Short and Sweet 2008 Week 1 Wildcards
7 December 2008
The Arts Centre, Fairfax Theatre
The hit and miss nature of the Short and Sweet wildcards is always their appeal. This week presented a couple of beautifully written stories about dying, too many that started and ended with stereotypes and, for the first time ever, one that I found offensive.
Generally, there was a concentration on form, forsaking the joy of story. I have a sticky note on my desk that reads, “Drama is conflict and change”. It’s what I look for in a story. Too many of these plays ended exactly where they started, even if they managed some conflict.
It is petty thing to mention, but too many of these afternoon delights were directed to the centre seats. The Fairfax space lacks any proscenium pretention, so you have to direct to the whole room. I was sitting on the side and could barely see the action in half of the offerings.
It appears that women with great breasts will always be the secretary in office sketches. We knew the entire story from the start and the telling was an office jargon email list and a couple of good jokes – but they were good jokes. It was a tale about cock-sure gen Ys. Well I may be just a cunt-unsure not-quite-gen-X, but I wouldn’t have hired either of them.
Nightmares and Daydreams
Delightfully performed, original and well written, but why did the director have to scream the ending to us so early? If she’s in heels and a frock, and rubber gloves and a pinny, we know she’s cleaning up a big mess. The script might also benefit from developing the dream lover character more – let us know why he’s so great.
A Time For Everything
A delicately written and moving piece played with a balance of love and humour, with a story that flowed at the right pace and ended at the perfect moment. The direction and performances could have come down a level but they would have settled had there been more than one performance.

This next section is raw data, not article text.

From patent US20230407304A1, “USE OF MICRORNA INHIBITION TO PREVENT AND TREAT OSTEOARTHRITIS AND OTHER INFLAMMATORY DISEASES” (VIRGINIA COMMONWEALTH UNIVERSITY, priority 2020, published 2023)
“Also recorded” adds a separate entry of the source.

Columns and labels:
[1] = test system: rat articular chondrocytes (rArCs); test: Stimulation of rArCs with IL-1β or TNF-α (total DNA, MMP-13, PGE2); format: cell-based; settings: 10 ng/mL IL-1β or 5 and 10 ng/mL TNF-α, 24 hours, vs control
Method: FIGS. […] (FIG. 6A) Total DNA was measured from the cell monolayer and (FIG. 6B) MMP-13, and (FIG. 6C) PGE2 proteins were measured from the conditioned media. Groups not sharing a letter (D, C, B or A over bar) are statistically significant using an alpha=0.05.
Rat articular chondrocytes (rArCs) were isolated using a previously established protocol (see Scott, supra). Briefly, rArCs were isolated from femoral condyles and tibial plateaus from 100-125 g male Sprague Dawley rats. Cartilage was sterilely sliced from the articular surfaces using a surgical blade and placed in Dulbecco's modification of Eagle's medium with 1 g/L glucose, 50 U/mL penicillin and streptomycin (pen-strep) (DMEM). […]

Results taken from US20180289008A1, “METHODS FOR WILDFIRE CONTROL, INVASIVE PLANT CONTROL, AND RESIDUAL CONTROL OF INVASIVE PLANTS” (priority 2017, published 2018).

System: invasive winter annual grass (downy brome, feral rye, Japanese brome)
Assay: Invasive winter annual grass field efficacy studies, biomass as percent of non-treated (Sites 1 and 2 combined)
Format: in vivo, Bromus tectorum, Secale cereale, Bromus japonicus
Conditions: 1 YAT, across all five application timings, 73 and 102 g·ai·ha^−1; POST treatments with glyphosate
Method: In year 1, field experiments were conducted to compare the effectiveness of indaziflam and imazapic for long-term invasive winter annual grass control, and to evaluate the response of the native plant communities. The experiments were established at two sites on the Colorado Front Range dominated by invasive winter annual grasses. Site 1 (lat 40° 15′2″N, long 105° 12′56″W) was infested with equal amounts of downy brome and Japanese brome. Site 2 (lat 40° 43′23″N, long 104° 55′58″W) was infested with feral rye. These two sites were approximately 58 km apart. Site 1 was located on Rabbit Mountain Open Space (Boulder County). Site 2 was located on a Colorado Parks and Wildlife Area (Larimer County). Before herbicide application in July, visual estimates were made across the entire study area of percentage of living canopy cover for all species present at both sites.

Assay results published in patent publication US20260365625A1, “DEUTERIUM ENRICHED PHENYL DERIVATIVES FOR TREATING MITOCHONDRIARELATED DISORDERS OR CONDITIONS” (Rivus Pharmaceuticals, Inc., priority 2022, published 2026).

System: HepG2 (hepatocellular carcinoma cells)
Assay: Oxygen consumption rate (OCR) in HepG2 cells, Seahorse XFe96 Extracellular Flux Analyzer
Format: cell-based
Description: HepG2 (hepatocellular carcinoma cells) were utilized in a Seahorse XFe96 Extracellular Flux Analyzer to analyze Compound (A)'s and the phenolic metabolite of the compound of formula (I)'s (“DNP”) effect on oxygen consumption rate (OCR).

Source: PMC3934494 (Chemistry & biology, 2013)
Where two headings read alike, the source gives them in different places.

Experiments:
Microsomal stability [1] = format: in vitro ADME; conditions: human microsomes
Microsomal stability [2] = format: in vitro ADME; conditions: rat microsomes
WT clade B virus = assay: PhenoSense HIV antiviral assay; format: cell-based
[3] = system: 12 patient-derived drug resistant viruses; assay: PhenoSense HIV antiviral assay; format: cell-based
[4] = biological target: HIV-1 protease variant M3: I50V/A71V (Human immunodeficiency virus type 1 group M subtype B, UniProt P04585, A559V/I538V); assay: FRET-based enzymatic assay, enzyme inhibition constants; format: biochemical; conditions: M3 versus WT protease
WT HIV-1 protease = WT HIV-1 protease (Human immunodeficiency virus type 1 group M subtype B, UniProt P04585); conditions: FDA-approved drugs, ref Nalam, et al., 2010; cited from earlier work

Original and fun, with a promising premise about waking up in a dream and meeting some dream critters. However, I don’t know why they were animals – were they allegorical, metaphorical, archetypal, symbolic or just there so the actors could use their “be an animal” acting class skills?
Pinot Noir Noir
There isn’t an award for best title, but there should be! Some terrific jokes and slick telling hid the lack of story well.
It would have been worse being stuck next to these people at a restaurant, but it would also be easier to leave. Clichés, stereotypes and only-seen-on-US-made-for-tv-movies-about-oztrailia accents. Oh, and I’d almost forgotten how offensive it is to see a women presented like that. Seriously – it might have worked if they’d brought a blow up doll onto the stage – because at least it might have resembled irony.
Making fun of bogans at yoga is always fun. It was a cool sketch with lots of laughs, but I’m not sure what their story was.
Love Your Poison
Another well written work that told a complete story, developed complex characters, went beyond the obvious, kept some mystery and ended at the right time.
It ended with the same question it began with, but it did make the audience try to answer the question for themselves. The direction needed to decide if it was comedy or drama though, as some actors played for the angst and others just for the giggles. The result was murky grey, rather than black.
If Trevor had an epiphany, I missed it.
This review originally apearred on AussieTheatre.com.